A “person familiar with the matter” told the New York Times that the last quarter for Nook — a disaster where the company’s sales of the devices actually shrunk versus the previous year even amid a boom in tablet adoption — had caused senior executives to rethink the company’s digital strategy.
Translation: The company could stop producing devices and concentrate instead on selling content on other form factors.
When asked for comment by Digital Book World, a Barnes & Noble spokesperson said, “We have no plans to discontinue our award-winning line of NOOK products.”
From the New York Times:
A person familiar with Barnes & Nobles’s strategy acknowledged that this quarter, which includes holiday sales, has caused executives to realize the company must move away from its program to engineer and build its own devices and focus more on licensing its content to other device makers.
“They are not completely getting out of the hardware business, but they are going to lean a lot more on the comprehensive digital catalog of content,” said this person, who asked not to be identified discussing corporate strategy.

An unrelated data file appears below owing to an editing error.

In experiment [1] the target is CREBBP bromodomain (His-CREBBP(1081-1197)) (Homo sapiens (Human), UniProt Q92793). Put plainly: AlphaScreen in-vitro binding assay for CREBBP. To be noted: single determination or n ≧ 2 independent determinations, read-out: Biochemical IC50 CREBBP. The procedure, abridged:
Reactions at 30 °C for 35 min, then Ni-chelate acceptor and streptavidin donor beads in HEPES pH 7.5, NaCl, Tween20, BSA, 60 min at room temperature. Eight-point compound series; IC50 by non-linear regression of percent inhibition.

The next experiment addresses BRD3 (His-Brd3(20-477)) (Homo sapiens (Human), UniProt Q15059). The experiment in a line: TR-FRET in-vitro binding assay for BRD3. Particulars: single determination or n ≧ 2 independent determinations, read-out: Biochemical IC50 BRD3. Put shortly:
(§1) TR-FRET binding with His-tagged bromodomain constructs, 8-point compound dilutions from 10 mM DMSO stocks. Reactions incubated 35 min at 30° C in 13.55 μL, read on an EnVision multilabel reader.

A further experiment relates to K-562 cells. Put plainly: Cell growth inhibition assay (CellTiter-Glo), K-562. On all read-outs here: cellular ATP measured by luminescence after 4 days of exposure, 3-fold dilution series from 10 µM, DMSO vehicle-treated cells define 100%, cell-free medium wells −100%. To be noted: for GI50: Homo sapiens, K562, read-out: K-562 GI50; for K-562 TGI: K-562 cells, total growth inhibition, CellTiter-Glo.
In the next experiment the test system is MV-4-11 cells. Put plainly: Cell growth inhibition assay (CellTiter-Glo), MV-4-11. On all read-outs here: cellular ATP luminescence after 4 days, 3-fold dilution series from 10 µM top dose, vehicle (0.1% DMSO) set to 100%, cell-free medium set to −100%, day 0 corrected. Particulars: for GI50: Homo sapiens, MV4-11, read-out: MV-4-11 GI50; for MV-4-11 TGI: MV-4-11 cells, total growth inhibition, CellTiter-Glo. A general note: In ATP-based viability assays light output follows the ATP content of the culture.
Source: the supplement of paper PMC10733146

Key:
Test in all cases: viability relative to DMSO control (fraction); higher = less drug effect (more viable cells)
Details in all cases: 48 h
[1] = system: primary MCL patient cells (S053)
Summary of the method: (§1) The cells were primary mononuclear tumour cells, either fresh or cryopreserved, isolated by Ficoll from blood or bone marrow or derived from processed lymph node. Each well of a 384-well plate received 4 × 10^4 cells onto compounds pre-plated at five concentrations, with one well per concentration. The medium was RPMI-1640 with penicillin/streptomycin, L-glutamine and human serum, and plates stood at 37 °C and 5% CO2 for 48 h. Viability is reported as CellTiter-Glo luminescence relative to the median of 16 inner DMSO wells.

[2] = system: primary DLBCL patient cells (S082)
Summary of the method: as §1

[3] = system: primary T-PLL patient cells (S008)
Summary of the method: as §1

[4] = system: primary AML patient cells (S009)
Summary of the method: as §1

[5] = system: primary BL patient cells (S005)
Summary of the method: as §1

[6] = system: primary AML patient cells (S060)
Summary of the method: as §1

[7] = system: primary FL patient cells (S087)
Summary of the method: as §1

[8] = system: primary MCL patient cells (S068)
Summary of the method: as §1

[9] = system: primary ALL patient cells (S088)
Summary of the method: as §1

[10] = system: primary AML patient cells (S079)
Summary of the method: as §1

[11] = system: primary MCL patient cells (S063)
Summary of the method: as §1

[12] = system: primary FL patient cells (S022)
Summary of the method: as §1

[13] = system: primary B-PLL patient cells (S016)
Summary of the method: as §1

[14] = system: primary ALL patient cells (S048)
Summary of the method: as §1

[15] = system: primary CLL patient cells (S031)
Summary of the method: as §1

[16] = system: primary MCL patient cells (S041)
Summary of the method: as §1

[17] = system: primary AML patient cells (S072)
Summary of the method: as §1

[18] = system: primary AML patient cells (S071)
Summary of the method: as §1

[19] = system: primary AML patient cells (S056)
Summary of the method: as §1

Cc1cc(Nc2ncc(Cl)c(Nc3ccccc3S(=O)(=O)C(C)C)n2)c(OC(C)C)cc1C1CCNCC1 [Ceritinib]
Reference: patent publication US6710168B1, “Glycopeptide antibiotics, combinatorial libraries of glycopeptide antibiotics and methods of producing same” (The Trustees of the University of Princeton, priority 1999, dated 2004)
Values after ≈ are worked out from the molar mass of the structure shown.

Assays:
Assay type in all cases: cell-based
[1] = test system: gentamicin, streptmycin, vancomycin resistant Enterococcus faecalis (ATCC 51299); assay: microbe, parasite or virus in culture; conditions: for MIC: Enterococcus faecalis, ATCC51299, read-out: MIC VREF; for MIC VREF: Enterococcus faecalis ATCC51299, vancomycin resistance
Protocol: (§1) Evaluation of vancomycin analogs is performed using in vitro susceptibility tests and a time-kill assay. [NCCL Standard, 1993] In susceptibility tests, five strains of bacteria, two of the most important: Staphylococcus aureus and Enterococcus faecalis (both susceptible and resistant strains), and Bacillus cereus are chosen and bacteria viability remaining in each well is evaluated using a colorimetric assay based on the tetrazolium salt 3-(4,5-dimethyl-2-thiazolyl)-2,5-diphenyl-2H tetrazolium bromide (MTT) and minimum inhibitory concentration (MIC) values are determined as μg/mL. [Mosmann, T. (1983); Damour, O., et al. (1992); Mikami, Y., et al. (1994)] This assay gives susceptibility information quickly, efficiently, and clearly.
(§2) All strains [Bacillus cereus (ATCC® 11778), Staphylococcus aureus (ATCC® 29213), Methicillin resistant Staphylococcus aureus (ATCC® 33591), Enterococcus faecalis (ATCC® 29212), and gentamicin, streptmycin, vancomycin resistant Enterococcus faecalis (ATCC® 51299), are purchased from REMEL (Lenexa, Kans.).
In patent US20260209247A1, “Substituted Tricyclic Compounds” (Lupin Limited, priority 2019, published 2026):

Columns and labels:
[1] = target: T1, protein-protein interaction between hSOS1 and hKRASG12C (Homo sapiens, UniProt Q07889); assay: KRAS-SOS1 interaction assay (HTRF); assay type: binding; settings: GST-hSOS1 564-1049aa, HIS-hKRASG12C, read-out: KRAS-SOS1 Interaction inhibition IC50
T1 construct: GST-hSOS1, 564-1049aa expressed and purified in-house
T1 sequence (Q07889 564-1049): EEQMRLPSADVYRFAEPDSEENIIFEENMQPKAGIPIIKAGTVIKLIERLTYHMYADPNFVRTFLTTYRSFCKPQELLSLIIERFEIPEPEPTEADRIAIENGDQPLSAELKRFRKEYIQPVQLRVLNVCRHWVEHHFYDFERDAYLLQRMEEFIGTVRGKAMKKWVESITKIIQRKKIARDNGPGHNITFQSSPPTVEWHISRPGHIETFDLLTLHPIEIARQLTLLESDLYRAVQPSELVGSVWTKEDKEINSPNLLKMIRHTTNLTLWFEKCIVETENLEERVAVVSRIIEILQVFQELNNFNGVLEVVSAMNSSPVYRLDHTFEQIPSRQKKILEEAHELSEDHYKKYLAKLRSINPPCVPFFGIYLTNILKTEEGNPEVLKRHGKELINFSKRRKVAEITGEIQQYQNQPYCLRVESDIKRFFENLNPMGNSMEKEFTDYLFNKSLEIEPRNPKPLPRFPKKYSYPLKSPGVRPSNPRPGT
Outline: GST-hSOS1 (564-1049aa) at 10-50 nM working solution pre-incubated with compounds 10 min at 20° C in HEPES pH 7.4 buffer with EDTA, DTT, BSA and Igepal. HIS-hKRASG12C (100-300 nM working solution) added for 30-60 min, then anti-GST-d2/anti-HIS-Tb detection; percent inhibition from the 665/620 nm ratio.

On Thursday, the person said, the company will emphasize its commitment to intensify partnerships with other tablet producers like Microsoft and Samsung to make deals for content that it controls.
As the Times article points out, this new strategy would be a complete reversal for the multi-billion dollar bricks-and-mortar bookseller. In Nov. of last year in a call with investors and press, Barnes & Noble CEO William Lynch said that Nook was the future of the company and that it would begin scaling in 2013.
Outside of a Microsoft-Nook tablet experiment (which has been expected since Microsoft made a $600 million investment in Nook last Spring), one wonders how Barnes & Noble plans to continue growing its ebook operation in the absence of dedicated devices. Perhaps the company will do what no other major ebook seller aside from Apple has done: sell ebooks directly to consumers on the iPad.
The reason ebook retailers haven’t made this move — one that seems logical because of the increasing popularity of tablets and the dominance of the iPad — is that Apple would likely take a 30% cut of anything sold through one of its apps.
Barnes & Noble has not yet returned request for comment.
Read more at the New York Times.
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